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Imagine an island wrapped in sugary white sand, lapped by turquoise water. Where the beaches are so blissfully uncrowded you’d never know it was the school holidays, and you didn’t even have to pay for parking.
The island of Guernsey is home to 27 sparklingly clean, picture-perfect beaches. Think Cornwall meets the Caribbean, only without the hordes of tourists, the 20-mile tailbacks, or the hassle of airports.
I took the Condor fast ferry from Poole during the first week of the summer holidays, with my partner and three children.
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It was a quality, punctual service, very pleasant on board.
You can enhance your sailing experience with a seat upgrade to the Horizon Lounge with sea views and exclusive bar, or go Club Class where there are dedicated hosts, at-seat service and a welcome glass of prosecco. Take advantage of the duty free shop on board too.
After a three-hour crossing it was wonderful to arrive in Guernsey’s picturesque capital St Peter Port, on the island’s east coast with its cobbled streets and 800-year-old Castle Cornet.
With an area of 25 square miles, Guernsey feels like a giant village.
Festooned with flowers, it’s cheerful and pristine, with stone walls and narrow lanes dotted with ‘veg in the hedge’ stalls selling home-grown produce. And with a maximum speed limit of 35 mph (lower in some areas) it forces you to slow down – both physically and mentally.
Not having been to the Channel Islands before, we were also surprised to discover that the post boxes were blue rather than red, adding to the overall charm and the feeling we really were somewhere different.
But back to those beaches, which range from hidden coves to long swathes of silky sand.
Our first trip was to Saints Bay – a slightly challenging walk along the coast path to the sheltered cove surrounded by cliffs.
There was a delightful café where we bought huge slabs of coffee and walnut cake to refuel before the walk back.
On the other side of the island, we visited the dreamy, white sandy beaches of Cobo Bay and Pembroke, followed by Vazon – home to the island’s surfing hub, where we spent an afternoon in the waves.
All these beaches were extremely accessible, with parking literally over the sea wall, and facilities. What’s more, all public parking on Guernsey (with the exception of the airport) is free.
Cobo even had a water bottle refilling station and a free ‘toy library’ of buckets and spades – a great way to reduce plastic and free up car space at the same time.
Guernsey’s coastline is also scattered with reminders of the island’s military past, including castles, forts, towers, batteries and arsenals, built firstly against the French, and then to defend the islands by the Germans.
In La Vaissellerie, we visited the German Underground Hospital. It’s a vast network of dank tunnels almost invisible from the surface, that were carved out by slave workers during the Second World War.
Visitors can walk through the wards, kitchen and even an operating theatre – a sobering reminder of the time when the Channel Islands were occupied by the Nazis.
Due to its strategic and elevated position in St Peter Port, La Collinette Hotel and Apartments was used as the headquarters for naval signals for the entire Channel Islands, with a direct radio link to Hitler’s Command Centre in Berlin. Since the 1950s it has been a hotel, adding self-catering apartments in the 80s.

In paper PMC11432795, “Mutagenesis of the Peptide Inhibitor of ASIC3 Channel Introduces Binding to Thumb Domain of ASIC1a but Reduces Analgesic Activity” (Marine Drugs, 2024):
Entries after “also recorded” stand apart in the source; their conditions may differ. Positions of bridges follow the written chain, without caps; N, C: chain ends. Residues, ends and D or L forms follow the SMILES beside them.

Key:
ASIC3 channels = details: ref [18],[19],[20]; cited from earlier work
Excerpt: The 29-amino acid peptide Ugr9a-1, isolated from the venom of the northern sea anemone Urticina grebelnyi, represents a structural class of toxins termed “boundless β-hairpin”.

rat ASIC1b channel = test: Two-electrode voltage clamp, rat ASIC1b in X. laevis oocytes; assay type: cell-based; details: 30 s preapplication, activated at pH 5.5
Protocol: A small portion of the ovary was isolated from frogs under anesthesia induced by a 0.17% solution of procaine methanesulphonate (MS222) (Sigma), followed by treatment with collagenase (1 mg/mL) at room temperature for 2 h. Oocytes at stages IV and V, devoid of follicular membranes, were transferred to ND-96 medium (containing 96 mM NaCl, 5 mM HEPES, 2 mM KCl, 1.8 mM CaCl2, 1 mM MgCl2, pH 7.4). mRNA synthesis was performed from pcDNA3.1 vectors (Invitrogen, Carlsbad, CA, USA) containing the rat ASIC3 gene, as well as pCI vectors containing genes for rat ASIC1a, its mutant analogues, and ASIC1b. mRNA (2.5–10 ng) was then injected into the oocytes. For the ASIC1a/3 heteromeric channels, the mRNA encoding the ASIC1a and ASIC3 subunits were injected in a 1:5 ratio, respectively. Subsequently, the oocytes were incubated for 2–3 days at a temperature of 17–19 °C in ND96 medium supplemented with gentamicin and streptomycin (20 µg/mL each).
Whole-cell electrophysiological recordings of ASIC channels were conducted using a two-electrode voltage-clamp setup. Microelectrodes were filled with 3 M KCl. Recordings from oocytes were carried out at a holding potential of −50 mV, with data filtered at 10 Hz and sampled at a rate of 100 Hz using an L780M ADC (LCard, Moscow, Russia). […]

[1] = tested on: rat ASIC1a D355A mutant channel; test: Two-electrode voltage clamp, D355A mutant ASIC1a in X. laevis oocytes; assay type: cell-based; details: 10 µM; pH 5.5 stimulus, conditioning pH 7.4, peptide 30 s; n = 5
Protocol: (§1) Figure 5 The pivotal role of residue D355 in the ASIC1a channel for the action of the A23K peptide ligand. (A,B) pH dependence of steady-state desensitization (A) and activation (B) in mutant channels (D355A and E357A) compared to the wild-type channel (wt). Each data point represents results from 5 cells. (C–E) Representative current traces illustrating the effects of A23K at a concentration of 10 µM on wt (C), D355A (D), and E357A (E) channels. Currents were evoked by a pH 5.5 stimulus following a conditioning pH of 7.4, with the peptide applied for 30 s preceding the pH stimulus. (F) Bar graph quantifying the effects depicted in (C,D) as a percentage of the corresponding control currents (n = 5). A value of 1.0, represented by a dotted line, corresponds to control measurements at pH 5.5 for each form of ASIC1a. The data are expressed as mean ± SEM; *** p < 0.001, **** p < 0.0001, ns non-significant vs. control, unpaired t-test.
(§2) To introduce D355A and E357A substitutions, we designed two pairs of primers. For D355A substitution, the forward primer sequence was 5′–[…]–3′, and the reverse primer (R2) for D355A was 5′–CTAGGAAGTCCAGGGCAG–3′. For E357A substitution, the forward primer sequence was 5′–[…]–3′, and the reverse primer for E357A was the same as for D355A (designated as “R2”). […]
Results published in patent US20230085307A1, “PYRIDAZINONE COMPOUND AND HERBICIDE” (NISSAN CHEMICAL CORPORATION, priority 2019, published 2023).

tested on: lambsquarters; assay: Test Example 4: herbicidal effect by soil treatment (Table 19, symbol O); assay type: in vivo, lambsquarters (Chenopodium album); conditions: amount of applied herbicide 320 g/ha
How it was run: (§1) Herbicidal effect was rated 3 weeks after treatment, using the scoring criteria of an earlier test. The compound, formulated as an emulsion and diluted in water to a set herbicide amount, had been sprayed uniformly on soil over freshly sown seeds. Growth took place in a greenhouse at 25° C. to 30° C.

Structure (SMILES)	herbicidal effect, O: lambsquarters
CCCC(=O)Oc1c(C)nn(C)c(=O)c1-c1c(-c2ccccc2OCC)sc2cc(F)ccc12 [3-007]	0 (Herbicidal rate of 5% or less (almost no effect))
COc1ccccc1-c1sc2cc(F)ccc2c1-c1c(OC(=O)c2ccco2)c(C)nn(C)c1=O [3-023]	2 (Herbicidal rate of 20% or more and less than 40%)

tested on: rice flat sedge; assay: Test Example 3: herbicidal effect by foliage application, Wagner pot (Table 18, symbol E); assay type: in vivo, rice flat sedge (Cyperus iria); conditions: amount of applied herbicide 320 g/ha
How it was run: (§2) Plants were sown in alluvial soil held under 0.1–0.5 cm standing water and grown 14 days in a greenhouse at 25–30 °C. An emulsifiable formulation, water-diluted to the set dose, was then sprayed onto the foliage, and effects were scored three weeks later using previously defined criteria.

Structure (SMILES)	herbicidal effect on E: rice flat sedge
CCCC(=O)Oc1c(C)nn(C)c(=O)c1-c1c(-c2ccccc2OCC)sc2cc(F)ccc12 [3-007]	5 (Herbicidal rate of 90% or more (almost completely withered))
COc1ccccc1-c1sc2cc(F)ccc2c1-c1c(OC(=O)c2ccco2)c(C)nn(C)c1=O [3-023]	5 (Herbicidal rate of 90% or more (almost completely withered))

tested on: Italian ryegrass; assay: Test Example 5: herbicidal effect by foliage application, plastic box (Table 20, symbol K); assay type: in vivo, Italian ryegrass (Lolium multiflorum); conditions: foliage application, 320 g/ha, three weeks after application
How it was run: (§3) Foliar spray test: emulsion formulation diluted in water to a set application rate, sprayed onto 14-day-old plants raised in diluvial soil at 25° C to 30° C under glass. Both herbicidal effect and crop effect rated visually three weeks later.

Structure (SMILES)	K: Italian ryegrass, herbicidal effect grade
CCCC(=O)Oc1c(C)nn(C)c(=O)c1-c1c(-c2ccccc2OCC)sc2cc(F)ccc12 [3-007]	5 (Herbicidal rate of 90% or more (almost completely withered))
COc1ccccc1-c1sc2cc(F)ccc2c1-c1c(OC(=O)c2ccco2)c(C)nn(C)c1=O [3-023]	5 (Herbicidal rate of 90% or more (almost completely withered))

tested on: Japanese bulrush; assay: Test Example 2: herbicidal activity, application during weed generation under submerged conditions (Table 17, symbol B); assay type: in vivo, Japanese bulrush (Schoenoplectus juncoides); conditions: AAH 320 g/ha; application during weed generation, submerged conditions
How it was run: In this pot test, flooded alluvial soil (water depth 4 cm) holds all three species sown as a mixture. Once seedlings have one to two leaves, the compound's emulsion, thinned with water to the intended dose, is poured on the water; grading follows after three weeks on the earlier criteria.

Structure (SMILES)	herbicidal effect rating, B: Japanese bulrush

We thoroughly enjoyed our stay here in the bright and clean rooms. There’s a lovely bar and restaurant, a peaceful suntrap terrace with outdoor pool and it’s just a short walk through the colourful Candie Gardens to the seafront and shops.
We also visited the Little Chapel in Les Vauxbelets valley, Saint Andrew, which claims to be the world’s smallest. Built by a monk in the 1920s, every last inch is encrusted with broken pieces of pottery. I wouldn’t normally get excited by a church but this one was incredible – a pint-sized cathedral, like something straight out of a fairy-tale.
The Bailiwick of Guernsey (to use its proper title) is an archipelago that also includes Alderney, Sark, Herm and Lihou.
On the final day of our stay, we took a small ferry to Herm – a car-free island that’s home to fewer than 70 permanent residents.
Stepping off the boat, we set out along the cliff path, ignoring the protests of the kids who wanted to head straight for the beach. But as we rounded the headland, their whingeing turned to ‘wows.’ Velvety green cliffs descended into sparkling aquamarine water that glittered in the sunlight.
It was as if we’d set off from Guernsey and ended up in the Seychelles – except the ferry was £15 return (£7 for children) and took just 20 minutes.
Idyllic is a term that is easily overused, especially when it comes to beaches. But there really was no other word.
We stopped off at Belvoir Bay, an exceptionally beautiful cove with pure white sand and clear water. As much as I love my home county of Devon, this was something else.
We jumped off rocks, snorkelled, swam in the sea and hunted for cowries, before meandering along to the equally stunning Shell Beach. Unbelievably, the huge expanse of bleached sand was almost empty. Devon this wasn’t.
None of us wanted to leave Herm behind so it was a fantastic moment when a pod of dolphins popped up alongside the return ferry to Guernsey, accompanied by a chorus of “ooohs” and “aaahs” from everyone on board. It was the perfect end to a glorious day.
How to get there
Condor Ferries fares from Poole to Guernsey start at £35 one-way foot passenger; £90 standard vehicle and one passenger; £120 standard vehicle and two passengers. condorferries.co.uk
Rooms at La Collinette Hotel, Cottages & Apartments in St Peter Port, Guernsey, start at £130 a night, B&B. lacollinette.com; visitguernsey.com
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